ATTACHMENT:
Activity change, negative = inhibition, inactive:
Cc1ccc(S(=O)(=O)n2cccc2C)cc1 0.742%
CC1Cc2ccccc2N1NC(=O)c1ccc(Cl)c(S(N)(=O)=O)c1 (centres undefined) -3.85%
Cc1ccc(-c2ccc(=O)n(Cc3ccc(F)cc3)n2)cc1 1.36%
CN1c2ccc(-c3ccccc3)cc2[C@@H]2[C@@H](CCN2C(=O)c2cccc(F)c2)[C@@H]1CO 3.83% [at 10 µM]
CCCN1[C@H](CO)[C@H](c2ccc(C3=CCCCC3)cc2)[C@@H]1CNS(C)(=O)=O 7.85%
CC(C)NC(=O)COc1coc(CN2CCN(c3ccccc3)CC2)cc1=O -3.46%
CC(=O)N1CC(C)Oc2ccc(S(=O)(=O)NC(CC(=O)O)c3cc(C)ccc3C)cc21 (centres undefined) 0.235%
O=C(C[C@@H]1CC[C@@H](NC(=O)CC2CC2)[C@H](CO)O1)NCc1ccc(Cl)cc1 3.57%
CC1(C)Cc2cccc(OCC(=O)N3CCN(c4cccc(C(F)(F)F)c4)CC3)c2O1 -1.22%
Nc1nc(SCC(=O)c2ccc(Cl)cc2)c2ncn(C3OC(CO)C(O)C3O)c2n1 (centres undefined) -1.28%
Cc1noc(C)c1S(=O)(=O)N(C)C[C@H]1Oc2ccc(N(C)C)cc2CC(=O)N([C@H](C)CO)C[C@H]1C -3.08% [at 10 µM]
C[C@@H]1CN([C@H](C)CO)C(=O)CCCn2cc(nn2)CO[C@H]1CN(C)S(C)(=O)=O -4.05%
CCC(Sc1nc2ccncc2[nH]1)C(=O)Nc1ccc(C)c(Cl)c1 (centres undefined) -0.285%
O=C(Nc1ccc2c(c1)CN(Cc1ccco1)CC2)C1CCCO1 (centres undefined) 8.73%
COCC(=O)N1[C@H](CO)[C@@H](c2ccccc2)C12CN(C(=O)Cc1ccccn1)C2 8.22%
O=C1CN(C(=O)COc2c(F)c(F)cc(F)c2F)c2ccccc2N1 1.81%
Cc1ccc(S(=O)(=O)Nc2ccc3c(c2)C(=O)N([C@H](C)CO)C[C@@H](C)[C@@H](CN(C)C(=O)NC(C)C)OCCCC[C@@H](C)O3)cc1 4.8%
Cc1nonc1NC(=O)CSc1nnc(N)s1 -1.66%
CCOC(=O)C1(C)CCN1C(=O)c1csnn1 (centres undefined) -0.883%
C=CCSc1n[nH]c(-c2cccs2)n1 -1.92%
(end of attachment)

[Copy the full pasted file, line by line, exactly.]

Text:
Activity change, negative = inhibition, inactive:
Cc1ccc(S(=O)(=O)n2cccc2C)cc1 0.742%
CC1Cc2ccccc2N1NC(=O)c1ccc(Cl)c(S(N)(=O)=O)c1 (centres undefined) -3.85%
Cc1ccc(-c2ccc(=O)n(Cc3ccc(F)cc3)n2)cc1 1.36%
CN1c2ccc(-c3ccccc3)cc2[C@@H]2[C@@H](CCN2C(=O)c2cccc(F)c2)[C@@H]1CO 3.83% [at 10 µM]
CCCN1[C@H](CO)[C@H](c2ccc(C3=CCCCC3)cc2)[C@@H]1CNS(C)(=O)=O 7.85%
CC(C)NC(=O)COc1coc(CN2CCN(c3ccccc3)CC2)cc1=O -3.46%
CC(=O)N1CC(C)Oc2ccc(S(=O)(=O)NC(CC(=O)O)c3cc(C)ccc3C)cc21 (centres undefined) 0.235%
O=C(C[C@@H]1CC[C@@H](NC(=O)CC2CC2)[C@H](CO)O1)NCc1ccc(Cl)cc1 3.57%
CC1(C)Cc2cccc(OCC(=O)N3CCN(c4cccc(C(F)(F)F)c4)CC3)c2O1 -1.22%
Nc1nc(SCC(=O)c2ccc(Cl)cc2)c2ncn(C3OC(CO)C(O)C3O)c2n1 (centres undefined) -1.28%
Cc1noc(C)c1S(=O)(=O)N(C)C[C@H]1Oc2ccc(N(C)C)cc2CC(=O)N([C@H](C)CO)C[C@H]1C -3.08% [at 10 µM]
C[C@@H]1CN([C@H](C)CO)C(=O)CCCn2cc(nn2)CO[C@H]1CN(C)S(C)(=O)=O -4.05%
CCC(Sc1nc2ccncc2[nH]1)C(=O)Nc1ccc(C)c(Cl)c1 (centres undefined) -0.285%
O=C(Nc1ccc2c(c1)CN(Cc1ccco1)CC2)C1CCCO1 (centres undefined) 8.73%
COCC(=O)N1[C@H](CO)[C@@H](c2ccccc2)C12CN(C(=O)Cc1ccccn1)C2 8.22%
O=C1CN(C(=O)COc2c(F)c(F)cc(F)c2F)c2ccccc2N1 1.81%
Cc1ccc(S(=O)(=O)Nc2ccc3c(c2)C(=O)N([C@H](C)CO)C[C@@H](C)[C@@H](CN(C)C(=O)NC(C)C)OCCCC[C@@H](C)O3)cc1 4.8%
Cc1nonc1NC(=O)CSc1nnc(N)s1 -1.66%
CCOC(=O)C1(C)CCN1C(=O)c1csnn1 (centres undefined) -0.883%
C=CCSc1n[nH]c(-c2cccs2)n1 -1.92%